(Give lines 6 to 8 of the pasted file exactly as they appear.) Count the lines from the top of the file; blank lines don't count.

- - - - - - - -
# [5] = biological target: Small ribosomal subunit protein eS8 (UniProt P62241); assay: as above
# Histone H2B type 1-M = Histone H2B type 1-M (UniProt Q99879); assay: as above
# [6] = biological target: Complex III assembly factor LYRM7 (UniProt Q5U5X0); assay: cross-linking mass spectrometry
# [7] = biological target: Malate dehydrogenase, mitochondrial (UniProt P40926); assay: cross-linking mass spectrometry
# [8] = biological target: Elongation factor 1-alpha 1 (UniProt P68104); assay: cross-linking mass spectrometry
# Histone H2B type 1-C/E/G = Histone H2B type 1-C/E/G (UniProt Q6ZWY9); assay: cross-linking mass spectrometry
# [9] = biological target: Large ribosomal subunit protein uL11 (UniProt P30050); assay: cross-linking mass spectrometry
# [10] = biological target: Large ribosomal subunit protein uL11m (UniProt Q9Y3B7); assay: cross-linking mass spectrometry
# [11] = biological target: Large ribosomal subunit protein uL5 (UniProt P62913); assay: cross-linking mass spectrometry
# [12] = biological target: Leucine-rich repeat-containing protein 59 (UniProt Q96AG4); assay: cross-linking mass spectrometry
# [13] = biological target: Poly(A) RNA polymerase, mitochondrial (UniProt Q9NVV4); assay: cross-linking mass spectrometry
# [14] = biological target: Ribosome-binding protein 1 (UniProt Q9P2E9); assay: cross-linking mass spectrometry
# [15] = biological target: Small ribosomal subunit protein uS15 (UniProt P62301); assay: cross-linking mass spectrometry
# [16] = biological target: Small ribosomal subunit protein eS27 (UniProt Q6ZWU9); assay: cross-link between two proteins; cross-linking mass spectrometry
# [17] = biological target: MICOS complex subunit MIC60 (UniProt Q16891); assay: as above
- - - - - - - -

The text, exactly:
# Histone H2B type 1-C/E/G = Histone H2B type 1-C/E/G (UniProt Q6ZWY9); assay: cross-linking mass spectrometry
# [9] = biological target: Large ribosomal subunit protein uL11 (UniProt P30050); assay: cross-linking mass spectrometry
# [10] = biological target: Large ribosomal subunit protein uL11m (UniProt Q9Y3B7); assay: cross-linking mass spectrometry